Louise Brown said that she would like to extend television programmes and new media to complement this. She would like to increase the impact of Channel 4 content online including games. She thinks that the depth of the impact will rise with ‘digital experiences’. She’s looking at more health and sex ed proposals especially after the success of: Sexperience, Embarrassing Bodies and Hollyoaks: The Morning After The Night Before. Louise is looking to hear from digital companies and production companies.
Matt Locke added that he is interested in teen emotional resilience. He thinks that this is the territory for 2010.
Tom Loosemore spoke about 4iP. He said that Channel 4’s DNA = doing it first + inspiring change and people’s lives + making trouble in the public’s interest. 4iP is about stimulating products and companies and it is about partnerships, which 4iP is very interested about. 4iP is looking for world-changing ideas with a sense of gravity, participation and collaboration.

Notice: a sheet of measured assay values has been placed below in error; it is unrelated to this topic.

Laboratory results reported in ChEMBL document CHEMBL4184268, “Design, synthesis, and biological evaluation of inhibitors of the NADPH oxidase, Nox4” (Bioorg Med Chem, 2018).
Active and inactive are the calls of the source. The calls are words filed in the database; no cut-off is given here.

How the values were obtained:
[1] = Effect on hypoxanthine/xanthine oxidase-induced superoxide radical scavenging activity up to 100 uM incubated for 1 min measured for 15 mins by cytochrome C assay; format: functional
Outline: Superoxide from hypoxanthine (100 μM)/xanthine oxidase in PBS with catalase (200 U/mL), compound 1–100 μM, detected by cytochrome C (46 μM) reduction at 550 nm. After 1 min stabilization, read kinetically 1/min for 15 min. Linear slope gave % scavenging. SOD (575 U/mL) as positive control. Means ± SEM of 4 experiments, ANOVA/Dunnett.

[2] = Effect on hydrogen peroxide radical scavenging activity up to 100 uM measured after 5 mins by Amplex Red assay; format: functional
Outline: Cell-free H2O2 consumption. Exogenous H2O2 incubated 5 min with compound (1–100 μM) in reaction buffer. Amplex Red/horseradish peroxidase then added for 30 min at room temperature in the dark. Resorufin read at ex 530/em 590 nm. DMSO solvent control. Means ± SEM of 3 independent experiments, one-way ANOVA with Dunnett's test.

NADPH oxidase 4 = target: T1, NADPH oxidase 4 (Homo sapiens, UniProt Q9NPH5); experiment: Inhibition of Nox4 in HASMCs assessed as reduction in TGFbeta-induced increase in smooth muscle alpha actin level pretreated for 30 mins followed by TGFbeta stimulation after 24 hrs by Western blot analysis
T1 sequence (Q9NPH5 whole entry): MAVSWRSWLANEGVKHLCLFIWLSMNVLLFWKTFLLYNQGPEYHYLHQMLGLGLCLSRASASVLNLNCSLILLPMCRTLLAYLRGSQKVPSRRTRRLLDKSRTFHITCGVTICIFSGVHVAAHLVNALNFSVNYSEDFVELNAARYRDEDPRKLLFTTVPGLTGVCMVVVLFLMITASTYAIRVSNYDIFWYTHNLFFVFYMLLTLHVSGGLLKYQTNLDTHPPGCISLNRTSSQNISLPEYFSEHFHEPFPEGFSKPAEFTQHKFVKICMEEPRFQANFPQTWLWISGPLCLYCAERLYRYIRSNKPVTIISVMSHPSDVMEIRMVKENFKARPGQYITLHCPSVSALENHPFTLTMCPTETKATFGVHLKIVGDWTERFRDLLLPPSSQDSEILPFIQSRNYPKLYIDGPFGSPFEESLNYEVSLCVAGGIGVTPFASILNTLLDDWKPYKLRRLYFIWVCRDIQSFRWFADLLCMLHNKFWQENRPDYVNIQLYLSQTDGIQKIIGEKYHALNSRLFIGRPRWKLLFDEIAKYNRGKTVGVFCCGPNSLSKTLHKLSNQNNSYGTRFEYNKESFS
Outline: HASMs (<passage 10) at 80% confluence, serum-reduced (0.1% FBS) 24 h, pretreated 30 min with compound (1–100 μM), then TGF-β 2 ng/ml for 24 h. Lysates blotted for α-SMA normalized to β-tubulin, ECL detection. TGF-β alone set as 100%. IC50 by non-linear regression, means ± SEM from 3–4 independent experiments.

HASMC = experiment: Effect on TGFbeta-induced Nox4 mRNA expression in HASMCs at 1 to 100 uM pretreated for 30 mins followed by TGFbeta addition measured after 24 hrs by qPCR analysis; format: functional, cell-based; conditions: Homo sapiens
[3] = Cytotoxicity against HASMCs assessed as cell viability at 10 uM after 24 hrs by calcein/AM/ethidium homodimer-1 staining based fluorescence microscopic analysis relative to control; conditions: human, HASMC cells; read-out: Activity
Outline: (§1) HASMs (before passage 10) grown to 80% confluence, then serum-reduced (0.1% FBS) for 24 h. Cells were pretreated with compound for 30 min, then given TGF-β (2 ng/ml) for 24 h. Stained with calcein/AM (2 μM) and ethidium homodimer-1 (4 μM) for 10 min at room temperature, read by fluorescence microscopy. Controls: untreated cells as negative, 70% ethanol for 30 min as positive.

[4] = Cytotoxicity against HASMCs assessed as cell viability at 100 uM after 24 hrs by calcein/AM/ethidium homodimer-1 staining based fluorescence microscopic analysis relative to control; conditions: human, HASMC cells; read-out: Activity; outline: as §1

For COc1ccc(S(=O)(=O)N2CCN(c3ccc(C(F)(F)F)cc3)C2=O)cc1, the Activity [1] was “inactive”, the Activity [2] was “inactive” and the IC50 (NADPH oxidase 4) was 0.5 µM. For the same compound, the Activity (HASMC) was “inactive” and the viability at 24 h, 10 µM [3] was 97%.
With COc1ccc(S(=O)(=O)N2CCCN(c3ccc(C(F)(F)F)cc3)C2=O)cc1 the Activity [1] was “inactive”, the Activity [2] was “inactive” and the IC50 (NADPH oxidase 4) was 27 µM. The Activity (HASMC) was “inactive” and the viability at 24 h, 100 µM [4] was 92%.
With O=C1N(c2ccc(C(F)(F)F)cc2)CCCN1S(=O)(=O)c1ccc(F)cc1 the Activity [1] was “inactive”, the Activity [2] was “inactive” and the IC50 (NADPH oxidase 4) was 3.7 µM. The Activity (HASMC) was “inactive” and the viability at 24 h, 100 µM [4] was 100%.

To read the notes from this event, go to Notes from the Meet the Channel 4 Digital Commissioner briefings.
Day 2 was all about Drama, Entertainment and Comedy. Julian Bellamy and Kevin Lygo once again opened the proceedings and welcomed the attendees. Stuart Cosgrove, who chaired the event, said that Channel 4 cannot grow and develop without innovation.
Bellamy once again mentioned that the channel is looking to increase its spend in drama and that 2010 is going to be a curious year as they get the channel ready post Big Brother. He said that there will be a new set of commissioning priorities emerging from Channel 4 as well as a new set of commissions.
After a quick Q&A with Bellamy and Lygo, Head of Entertainment and Comedy Andrew Newman came up. He wants something edgy, innovative and experimental. He applauded Derren Brown’s: The Events (lottery prediction show), because of how innovative and groundbreaking it was.